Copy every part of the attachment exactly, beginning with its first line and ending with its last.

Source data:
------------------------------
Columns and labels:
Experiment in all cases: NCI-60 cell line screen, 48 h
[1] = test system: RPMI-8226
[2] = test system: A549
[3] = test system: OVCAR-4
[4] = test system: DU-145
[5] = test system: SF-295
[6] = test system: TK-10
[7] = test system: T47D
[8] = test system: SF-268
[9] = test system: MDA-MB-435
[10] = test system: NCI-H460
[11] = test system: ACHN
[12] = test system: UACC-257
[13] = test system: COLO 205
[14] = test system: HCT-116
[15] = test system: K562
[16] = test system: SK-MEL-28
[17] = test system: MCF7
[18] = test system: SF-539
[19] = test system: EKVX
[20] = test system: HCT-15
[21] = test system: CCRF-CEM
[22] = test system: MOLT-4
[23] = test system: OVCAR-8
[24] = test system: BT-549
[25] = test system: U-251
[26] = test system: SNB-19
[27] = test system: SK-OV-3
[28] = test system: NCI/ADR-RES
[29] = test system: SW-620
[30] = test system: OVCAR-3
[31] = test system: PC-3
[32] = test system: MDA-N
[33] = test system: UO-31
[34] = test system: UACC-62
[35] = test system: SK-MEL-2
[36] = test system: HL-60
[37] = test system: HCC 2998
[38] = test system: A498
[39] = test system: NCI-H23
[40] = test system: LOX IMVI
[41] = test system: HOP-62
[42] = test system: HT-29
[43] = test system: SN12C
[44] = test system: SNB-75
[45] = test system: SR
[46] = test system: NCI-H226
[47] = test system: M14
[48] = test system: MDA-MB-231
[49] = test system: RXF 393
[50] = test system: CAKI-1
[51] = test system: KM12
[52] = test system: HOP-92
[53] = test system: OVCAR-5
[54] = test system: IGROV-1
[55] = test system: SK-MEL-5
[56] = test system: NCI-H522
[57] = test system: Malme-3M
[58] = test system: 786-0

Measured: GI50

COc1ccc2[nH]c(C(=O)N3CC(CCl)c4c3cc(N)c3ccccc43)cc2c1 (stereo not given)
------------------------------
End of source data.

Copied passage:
Columns and labels:
Experiment in all cases: NCI-60 cell line screen, 48 h
[1] = test system: RPMI-8226
[2] = test system: A549
[3] = test system: OVCAR-4
[4] = test system: DU-145
[5] = test system: SF-295
[6] = test system: TK-10
[7] = test system: T47D
[8] = test system: SF-268
[9] = test system: MDA-MB-435
[10] = test system: NCI-H460
[11] = test system: ACHN
[12] = test system: UACC-257
[13] = test system: COLO 205
[14] = test system: HCT-116
[15] = test system: K562
[16] = test system: SK-MEL-28
[17] = test system: MCF7
[18] = test system: SF-539
[19] = test system: EKVX
[20] = test system: HCT-15
[21] = test system: CCRF-CEM
[22] = test system: MOLT-4
[23] = test system: OVCAR-8
[24] = test system: BT-549
[25] = test system: U-251
[26] = test system: SNB-19
[27] = test system: SK-OV-3
[28] = test system: NCI/ADR-RES
[29] = test system: SW-620
[30] = test system: OVCAR-3
[31] = test system: PC-3
[32] = test system: MDA-N
[33] = test system: UO-31
[34] = test system: UACC-62
[35] = test system: SK-MEL-2
[36] = test system: HL-60
[37] = test system: HCC 2998
[38] = test system: A498
[39] = test system: NCI-H23
[40] = test system: LOX IMVI
[41] = test system: HOP-62
[42] = test system: HT-29
[43] = test system: SN12C
[44] = test system: SNB-75
[45] = test system: SR
[46] = test system: NCI-H226
[47] = test system: M14
[48] = test system: MDA-MB-231
[49] = test system: RXF 393
[50] = test system: CAKI-1
[51] = test system: KM12
[52] = test system: HOP-92
[53] = test system: OVCAR-5
[54] = test system: IGROV-1
[55] = test system: SK-MEL-5
[56] = test system: NCI-H522
[57] = test system: Malme-3M
[58] = test system: 786-0

Measured: GI50

COc1ccc2[nH]c(C(=O)N3CC(CCl)c4c3cc(N)c3ccccc43)cc2c1 (stereo not given)